Strange timing behavior explanation needed

I am working on a raycaster and got a strang timing behavior -
maybe somebody can help me to understand the received results…
( I attached the speed-table as gif)

The time to render one frame (512x512) seems to be dependent on the ray-cast distance,
which makes sense, but independent from the number of raycasted columns…

However, raycasting twice as many columns means also twice
the computational effort…

The current implementation raycasts one column by using one thread, however it
seems to be no difference for casting 100 or 4000 columns … ???
Seems there to be an error in my implementation or is it because of the cards design ?

hope somebody understand why this might happen…

Sven.
timing.gif

Hi,

in general 20 ms is not a reasonable time to measure. I would suggest you wrap your program into a for loop doing the same thing over and over again until you come at least above 1sec of wall clock time.

The following could be wrong if I didn’t understand your scheduling!

If you run with 100 columns and each thread treats one column, you actually have 28 threads or processors left on the device which are doing nothing. As all threads wait for the memory with their access it could be possible that the additional threads/columns hide within that latency. Perhaps you can enlarge your problem to more columns?

How do you schedule the blocks?

Thank you for the quick reply.
Yes, I think the distribution of the threads isn’t be optimal indeed - my card is a GTS, so I only have 96 instead of 128 processors…

However, even there is a fraction left because of 96 cpu’s, the should be a
difference between runnning two/three blocks for 256 columns or ten for 2048
in my opinion.

I just tried to see what happens if I run the kernel multiple times:
1x : 44ms
2x : 88ms
10x:435ms
Seems that this is linear.

The grid to call the kernel looks as follows:

dim3 threads( 128,1,1 );
dim3 grid( columns / threads.x,1,1 );

cudaRender<<< grid, threads, 16300 >>>(render_gpu);

global void cudaRender(Render* render)
{
int x = (blockIdx.x * blockDim.x + threadIdx.x);
render->render_column(x);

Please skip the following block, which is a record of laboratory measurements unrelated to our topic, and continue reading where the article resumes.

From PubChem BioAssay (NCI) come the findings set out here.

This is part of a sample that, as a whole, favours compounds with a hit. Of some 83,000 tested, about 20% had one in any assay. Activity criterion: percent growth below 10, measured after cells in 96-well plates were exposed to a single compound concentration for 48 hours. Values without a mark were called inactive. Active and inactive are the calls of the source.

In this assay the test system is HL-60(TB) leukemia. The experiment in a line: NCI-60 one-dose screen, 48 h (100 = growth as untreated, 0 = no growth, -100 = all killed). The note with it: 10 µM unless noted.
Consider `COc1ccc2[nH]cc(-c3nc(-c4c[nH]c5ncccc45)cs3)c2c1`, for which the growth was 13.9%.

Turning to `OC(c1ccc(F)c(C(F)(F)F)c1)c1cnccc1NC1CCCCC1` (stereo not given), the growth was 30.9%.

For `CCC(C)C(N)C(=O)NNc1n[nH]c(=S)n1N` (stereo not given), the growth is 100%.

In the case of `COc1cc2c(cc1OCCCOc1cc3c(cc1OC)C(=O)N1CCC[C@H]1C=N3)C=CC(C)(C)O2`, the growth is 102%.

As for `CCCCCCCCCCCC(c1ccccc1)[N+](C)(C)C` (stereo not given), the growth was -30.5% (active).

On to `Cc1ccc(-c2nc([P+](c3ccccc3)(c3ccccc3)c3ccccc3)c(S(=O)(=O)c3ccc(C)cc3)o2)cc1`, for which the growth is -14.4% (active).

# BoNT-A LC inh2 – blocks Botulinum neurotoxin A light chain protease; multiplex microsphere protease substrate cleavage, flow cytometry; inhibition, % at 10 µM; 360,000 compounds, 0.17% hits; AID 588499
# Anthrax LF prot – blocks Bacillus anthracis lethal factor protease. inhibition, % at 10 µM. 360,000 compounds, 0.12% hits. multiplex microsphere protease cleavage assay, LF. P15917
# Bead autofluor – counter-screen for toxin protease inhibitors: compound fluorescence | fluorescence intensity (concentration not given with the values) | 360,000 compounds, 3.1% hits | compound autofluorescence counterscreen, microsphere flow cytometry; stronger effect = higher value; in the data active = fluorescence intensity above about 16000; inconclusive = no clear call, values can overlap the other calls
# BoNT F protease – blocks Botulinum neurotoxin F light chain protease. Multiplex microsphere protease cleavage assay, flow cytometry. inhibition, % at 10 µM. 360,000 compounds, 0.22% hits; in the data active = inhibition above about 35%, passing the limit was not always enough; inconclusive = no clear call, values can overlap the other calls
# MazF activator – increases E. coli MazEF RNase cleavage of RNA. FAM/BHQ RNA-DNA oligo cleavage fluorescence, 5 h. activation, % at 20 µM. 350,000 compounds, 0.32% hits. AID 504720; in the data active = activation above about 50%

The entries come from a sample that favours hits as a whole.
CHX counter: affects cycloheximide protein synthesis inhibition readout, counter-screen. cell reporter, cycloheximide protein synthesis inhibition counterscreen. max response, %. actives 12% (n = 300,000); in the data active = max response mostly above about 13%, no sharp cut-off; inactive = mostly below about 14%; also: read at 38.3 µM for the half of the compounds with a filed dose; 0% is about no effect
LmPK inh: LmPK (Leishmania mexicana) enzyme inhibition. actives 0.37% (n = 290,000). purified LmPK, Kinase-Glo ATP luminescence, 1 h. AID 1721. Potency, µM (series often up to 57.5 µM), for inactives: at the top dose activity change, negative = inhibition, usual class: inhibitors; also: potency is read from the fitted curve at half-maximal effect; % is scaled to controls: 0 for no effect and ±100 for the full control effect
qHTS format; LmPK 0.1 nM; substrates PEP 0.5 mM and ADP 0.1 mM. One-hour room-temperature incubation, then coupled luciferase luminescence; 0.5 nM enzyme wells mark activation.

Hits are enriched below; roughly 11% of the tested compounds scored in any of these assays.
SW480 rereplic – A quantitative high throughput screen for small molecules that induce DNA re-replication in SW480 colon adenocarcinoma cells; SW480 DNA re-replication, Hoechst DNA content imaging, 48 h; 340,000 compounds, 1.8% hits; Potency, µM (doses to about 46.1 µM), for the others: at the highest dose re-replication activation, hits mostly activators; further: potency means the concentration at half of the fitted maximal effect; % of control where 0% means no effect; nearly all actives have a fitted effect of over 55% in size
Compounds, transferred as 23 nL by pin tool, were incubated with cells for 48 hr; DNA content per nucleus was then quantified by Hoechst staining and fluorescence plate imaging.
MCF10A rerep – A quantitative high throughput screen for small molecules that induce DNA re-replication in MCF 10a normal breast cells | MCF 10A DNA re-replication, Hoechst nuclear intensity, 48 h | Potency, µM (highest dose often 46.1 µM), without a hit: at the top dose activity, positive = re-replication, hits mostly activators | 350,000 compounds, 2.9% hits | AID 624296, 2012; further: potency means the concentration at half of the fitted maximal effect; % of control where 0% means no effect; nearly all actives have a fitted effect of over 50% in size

}

Do I have to use the y- and z-part of the grid to obtain full performance?
I cant increase the threads to more than 128 however (register limit)

Edit:
I found it is getting linear from 8192 columns:
4096 col : 44ms
8192 col : 44ms
16384 col : 88ms
32768 col : 144 ms
However, I can’t explain it.

I just made some more detailed performance analysis using the profiler - and there is quite a difference between 2048 columns (session2) and 4096 columns (session3).
The gpu-time is same - however, there is a major difference in the cta_launched field.

Is it possible to take influence to this somehow? It seems to be the reason for my question.

The results of the profiler are attached below.

-Sven
Clipboard02.gif
Clipboard01.gif

Today I continued to figure out what could have caused this strange behavior and got the following result:

(128 threads)
raycast 4096 columns : 44ms
raycast 4096 columns but run the code with x*2 calls like if(x&1)render(x/2): 50ms

(64 threads)
raycast 2048 columns : 44ms
(128 threads)
raycast 2048 columns : 44ms
raycast 2048 columns but run the code with x*2 calls like if(x&1)render(x/2): 38ms

-> The code sometimes gets faster as more the GPU has to do - its 4096 instead of 2048 calls and only half the processors are used as I return for every second thread.

I think I should stop my optimizing/profiling here before I get crazy ;-)

-Sven

Can you try the 512 to 2048 ?

I’m not an expert on what CTA might be, I think it is correlated to the number of blocks you invoke.

As I don’t know your access pattern to the memory, the strided access could cause a lot of trouble. However besides everything, as your profiler output shows a lot of incoherent accesses and local loads, I would try to optimize them away first.

At the end, while you have uncoalesced memory access more threads could fill the latency and actually perform as fast as less threads.